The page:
Here we go! Today begins the first of six bouts spanning the next six days. The winners will be announced at noon on Sunday and the next round will kick off next Tuesday (right after the ORIGINS blogfest). I won’t be saying much on any of these post because your task is clear…read the submission from each WRiTER carefully and leave your vote for the sample that resonates with you the most. Don’t forget to offer some opinions if you have time. Anyone reading this can vote, so blog/tweet/facebook/text/smoke signal everyone you know and get them to participate as well. Good luck to both WRiTER’s!
In this corner we bring back to the ring with 500 new words.....ART GALLERY
I've been stealing glances at him for the last two weeks. Always reclined back in his chair with his elbow resting on the table, a cigarette perched between his finger and his thumb. Most of us are just so stiff and formal in here, especially me with my hands crossed demurely over my velvet coat and my hair pinned up properly under my hat as I sit on the terrace with my baby sister. His aspect is much more appealing. I wish I could lounge like that in a rumpled white T-shirt and rowing pants, smoking a cigarette and relaxing with friends.
We're both part of the permanent collection here but have frequently been on loan to other museums, so we've rarely hung for long in the same gallery. I learned from the docent who leads tours through the Impressionist wing that he's a Renoir, like me, so I always figured he was just the same old, same old. But now that I look—really look—I see we are quite distinct.
It may have been his suave nonchalance that drew me in, but it's his entrancing, cerulean eyes that keep me looking back. I know he's comprised of the same sweeping blurs of brushstrokes as I am, but from the distance between our opposite walls, he's a defined, striking figure, and his sang-froid eyes are as beautiful as anything I've ever seen.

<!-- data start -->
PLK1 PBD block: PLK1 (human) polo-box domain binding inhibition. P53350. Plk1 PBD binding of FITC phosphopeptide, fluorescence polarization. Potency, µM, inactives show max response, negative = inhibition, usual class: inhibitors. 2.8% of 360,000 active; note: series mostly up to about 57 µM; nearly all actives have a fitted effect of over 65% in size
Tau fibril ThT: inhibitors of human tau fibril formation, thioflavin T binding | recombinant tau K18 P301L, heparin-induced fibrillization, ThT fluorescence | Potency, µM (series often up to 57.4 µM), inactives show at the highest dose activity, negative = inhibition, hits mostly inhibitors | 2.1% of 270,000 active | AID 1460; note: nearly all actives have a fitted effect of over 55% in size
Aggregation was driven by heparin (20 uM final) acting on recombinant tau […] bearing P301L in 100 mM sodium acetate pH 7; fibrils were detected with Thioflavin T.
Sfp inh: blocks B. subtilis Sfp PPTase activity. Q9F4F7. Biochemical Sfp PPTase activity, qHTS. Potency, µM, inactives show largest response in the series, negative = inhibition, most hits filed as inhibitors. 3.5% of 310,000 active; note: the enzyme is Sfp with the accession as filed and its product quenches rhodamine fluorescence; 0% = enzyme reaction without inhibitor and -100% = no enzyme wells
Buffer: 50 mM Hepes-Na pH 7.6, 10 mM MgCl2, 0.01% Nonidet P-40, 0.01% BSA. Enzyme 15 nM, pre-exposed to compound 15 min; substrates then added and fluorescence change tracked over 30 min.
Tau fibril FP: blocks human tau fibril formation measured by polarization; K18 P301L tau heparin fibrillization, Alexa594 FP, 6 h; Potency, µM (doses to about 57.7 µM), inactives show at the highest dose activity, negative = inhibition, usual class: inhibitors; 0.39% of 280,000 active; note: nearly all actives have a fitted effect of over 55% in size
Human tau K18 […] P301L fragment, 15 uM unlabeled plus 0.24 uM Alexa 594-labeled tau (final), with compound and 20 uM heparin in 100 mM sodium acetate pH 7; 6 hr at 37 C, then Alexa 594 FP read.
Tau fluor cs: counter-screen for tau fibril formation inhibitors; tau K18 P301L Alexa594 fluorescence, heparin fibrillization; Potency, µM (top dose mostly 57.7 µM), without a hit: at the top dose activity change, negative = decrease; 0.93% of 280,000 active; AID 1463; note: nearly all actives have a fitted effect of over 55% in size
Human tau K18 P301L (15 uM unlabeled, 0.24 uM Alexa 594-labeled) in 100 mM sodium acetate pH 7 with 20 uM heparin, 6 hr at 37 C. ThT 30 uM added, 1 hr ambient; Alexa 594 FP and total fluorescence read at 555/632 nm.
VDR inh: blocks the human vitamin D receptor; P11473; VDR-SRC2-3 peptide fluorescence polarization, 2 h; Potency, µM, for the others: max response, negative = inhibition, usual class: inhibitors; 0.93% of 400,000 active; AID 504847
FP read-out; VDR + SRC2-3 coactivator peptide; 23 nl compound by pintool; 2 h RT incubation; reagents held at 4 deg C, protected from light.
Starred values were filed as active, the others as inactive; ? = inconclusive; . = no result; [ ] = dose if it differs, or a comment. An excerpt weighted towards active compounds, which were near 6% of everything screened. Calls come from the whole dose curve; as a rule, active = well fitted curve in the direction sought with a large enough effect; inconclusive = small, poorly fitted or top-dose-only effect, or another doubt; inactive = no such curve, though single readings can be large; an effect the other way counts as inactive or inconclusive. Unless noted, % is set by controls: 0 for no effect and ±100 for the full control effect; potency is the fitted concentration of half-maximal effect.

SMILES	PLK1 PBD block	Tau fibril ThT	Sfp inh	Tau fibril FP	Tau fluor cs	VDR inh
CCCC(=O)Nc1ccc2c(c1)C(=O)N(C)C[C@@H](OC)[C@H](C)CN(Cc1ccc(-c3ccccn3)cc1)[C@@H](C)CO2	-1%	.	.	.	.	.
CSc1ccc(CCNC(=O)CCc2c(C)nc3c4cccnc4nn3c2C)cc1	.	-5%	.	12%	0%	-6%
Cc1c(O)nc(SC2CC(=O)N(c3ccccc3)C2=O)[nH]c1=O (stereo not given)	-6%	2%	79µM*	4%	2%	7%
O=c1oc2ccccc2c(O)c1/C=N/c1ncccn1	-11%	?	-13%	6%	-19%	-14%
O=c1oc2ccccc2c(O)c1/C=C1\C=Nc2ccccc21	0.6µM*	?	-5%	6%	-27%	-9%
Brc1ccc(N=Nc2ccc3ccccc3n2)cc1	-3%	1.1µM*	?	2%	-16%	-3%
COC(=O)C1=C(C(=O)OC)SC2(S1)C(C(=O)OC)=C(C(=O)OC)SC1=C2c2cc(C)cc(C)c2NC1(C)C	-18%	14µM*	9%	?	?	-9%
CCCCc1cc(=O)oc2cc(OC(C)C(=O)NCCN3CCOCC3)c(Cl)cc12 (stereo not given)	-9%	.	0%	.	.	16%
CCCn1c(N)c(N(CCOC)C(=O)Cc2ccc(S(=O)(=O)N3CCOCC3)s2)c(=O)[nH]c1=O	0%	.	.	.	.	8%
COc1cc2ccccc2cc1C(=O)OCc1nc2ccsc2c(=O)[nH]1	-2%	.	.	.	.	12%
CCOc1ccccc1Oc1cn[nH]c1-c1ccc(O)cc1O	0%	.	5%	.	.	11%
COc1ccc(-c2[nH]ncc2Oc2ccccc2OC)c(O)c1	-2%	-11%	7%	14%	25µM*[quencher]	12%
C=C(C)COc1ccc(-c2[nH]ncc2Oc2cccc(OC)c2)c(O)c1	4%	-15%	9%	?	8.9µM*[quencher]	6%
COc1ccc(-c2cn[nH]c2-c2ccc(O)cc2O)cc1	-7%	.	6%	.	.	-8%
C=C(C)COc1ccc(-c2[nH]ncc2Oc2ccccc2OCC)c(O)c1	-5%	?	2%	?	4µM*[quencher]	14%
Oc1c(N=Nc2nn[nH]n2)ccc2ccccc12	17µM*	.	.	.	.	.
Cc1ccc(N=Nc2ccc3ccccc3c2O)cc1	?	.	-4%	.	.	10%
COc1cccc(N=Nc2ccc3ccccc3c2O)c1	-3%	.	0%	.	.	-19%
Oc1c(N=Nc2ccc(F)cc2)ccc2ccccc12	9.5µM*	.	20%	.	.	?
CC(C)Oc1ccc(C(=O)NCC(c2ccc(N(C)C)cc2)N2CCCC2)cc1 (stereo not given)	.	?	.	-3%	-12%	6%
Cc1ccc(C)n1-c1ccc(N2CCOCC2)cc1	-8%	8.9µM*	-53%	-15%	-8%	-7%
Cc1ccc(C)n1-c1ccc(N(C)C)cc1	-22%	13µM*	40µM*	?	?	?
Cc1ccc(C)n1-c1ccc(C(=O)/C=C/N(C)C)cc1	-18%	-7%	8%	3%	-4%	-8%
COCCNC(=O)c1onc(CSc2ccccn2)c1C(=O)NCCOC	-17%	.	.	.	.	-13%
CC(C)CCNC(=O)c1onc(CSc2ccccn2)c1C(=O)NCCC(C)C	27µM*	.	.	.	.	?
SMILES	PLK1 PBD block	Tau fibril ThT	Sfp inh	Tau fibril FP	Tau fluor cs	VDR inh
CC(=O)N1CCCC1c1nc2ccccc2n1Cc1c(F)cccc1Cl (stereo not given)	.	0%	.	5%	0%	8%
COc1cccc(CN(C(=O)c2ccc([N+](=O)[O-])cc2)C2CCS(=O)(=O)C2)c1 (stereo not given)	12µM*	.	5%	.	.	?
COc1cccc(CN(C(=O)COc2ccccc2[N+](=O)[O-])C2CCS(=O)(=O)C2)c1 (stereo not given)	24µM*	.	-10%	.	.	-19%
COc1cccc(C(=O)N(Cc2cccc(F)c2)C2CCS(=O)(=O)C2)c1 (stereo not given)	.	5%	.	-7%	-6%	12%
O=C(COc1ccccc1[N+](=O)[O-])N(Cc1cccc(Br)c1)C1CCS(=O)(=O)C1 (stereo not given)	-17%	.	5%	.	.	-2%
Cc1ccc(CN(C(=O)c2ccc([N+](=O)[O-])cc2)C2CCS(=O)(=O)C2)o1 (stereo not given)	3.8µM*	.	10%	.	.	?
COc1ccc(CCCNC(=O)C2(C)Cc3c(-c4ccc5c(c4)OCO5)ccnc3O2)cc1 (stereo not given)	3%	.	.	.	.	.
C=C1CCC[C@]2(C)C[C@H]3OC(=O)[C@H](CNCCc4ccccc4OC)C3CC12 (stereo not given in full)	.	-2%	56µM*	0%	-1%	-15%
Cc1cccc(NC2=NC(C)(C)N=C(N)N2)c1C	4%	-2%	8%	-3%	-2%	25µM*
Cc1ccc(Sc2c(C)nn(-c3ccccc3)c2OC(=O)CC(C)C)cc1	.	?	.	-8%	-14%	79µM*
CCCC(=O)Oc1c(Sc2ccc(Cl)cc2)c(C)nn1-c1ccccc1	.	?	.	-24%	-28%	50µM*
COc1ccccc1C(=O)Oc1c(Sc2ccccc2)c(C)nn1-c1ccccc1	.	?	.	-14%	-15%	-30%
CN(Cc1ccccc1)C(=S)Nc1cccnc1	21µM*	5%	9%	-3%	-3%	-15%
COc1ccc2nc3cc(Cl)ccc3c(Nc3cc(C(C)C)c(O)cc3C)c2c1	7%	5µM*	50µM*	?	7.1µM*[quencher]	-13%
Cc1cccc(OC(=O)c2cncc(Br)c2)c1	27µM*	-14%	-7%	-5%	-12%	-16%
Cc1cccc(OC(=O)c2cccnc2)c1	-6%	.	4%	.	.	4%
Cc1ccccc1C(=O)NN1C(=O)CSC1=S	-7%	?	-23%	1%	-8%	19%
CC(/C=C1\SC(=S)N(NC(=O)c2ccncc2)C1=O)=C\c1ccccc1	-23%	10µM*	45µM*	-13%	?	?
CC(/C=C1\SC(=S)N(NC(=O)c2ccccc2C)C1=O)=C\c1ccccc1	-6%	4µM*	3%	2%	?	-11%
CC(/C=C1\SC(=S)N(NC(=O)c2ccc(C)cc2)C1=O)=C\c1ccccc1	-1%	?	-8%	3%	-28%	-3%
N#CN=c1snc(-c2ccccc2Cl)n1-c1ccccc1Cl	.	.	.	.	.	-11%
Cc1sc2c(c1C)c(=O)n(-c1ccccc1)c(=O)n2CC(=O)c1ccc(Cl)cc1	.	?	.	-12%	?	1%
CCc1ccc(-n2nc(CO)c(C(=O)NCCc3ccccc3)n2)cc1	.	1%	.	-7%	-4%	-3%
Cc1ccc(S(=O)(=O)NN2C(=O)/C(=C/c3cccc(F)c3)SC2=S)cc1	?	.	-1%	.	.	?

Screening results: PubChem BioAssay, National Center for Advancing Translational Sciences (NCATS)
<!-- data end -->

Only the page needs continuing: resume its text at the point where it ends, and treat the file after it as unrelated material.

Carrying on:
I thought I'd been discreet in my glances, but one day he caught me. And winked. I’d flicked my eyes away, pretending to examine the long boat in his background, but when my gaze drifted back a few minutes later he was unabashedly staring at me. He’d smirked and tapped out his ashes as he returned his attention to his friends, but things have been heating up ever since.
More often than not, when I direct my gaze to him, he's already looking at me, one corner of his mouth turned up in a half smile that I interpret in oh-so-many delicious ways. That’s when the canvas under me starts to warm, and the heat must be radiating to my baby sister because she's been shooting me odd looks. Something's got to give or soon I'll be nothing but a myriad of melted oils on the floor beneath my frame.
Fortunately, something is going to give. Yesterday his eyes lingered on mine for a particularly lusty moment before pointing with a slight nod of his head toward Monet’s haystacks at the far end of the gallery. The lumps of dried wheat are bulky enough for two figures to hide behind. Unnoticed. Today he repeated the motion and wrapped his enticing lips around a silent "Tonight."
It's not unprecedented for images to leave their paintings for a rendezvous—from what I've heard through the paintvine all manner of things go on in the modern art gallery—but amongst us staid, Impressionist pieces, it's fairly uncommon. I've never done it, nor have I dreamed of doing it. Until him.